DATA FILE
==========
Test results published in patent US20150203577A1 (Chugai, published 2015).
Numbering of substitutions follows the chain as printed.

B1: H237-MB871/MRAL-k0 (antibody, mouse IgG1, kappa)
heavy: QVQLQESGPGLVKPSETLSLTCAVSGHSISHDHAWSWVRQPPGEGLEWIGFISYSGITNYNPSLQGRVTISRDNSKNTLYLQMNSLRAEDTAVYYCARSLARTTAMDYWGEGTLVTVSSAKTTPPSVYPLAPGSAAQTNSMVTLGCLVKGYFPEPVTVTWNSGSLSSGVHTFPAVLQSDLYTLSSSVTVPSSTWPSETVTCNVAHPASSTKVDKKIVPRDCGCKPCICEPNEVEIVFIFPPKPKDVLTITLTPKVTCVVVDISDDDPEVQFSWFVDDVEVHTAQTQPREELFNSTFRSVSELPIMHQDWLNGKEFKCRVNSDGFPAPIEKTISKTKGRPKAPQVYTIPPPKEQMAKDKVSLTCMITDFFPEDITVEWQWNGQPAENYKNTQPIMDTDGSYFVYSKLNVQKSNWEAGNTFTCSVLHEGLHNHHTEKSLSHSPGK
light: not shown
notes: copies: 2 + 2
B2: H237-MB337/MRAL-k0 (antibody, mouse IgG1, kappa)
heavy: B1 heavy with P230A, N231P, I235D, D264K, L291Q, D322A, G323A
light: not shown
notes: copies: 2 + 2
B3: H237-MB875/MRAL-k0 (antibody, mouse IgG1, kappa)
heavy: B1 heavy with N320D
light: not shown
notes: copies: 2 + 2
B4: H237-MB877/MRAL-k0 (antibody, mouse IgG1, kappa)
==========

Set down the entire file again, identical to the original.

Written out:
Test results published in patent US20150203577A1 (Chugai, published 2015).
Numbering of substitutions follows the chain as printed.

B1: H237-MB871/MRAL-k0 (antibody, mouse IgG1, kappa)
heavy: QVQLQESGPGLVKPSETLSLTCAVSGHSISHDHAWSWVRQPPGEGLEWIGFISYSGITNYNPSLQGRVTISRDNSKNTLYLQMNSLRAEDTAVYYCARSLARTTAMDYWGEGTLVTVSSAKTTPPSVYPLAPGSAAQTNSMVTLGCLVKGYFPEPVTVTWNSGSLSSGVHTFPAVLQSDLYTLSSSVTVPSSTWPSETVTCNVAHPASSTKVDKKIVPRDCGCKPCICEPNEVEIVFIFPPKPKDVLTITLTPKVTCVVVDISDDDPEVQFSWFVDDVEVHTAQTQPREELFNSTFRSVSELPIMHQDWLNGKEFKCRVNSDGFPAPIEKTISKTKGRPKAPQVYTIPPPKEQMAKDKVSLTCMITDFFPEDITVEWQWNGQPAENYKNTQPIMDTDGSYFVYSKLNVQKSNWEAGNTFTCSVLHEGLHNHHTEKSLSHSPGK
light: not shown
notes: copies: 2 + 2
B2: H237-MB337/MRAL-k0 (antibody, mouse IgG1, kappa)
heavy: B1 heavy with P230A, N231P, I235D, D264K, L291Q, D322A, G323A
light: not shown
notes: copies: 2 + 2
B3: H237-MB875/MRAL-k0 (antibody, mouse IgG1, kappa)
heavy: B1 heavy with N320D
light: not shown
notes: copies: 2 + 2
B4: H237-MB877/MRAL-k0 (antibody, mouse IgG1, kappa)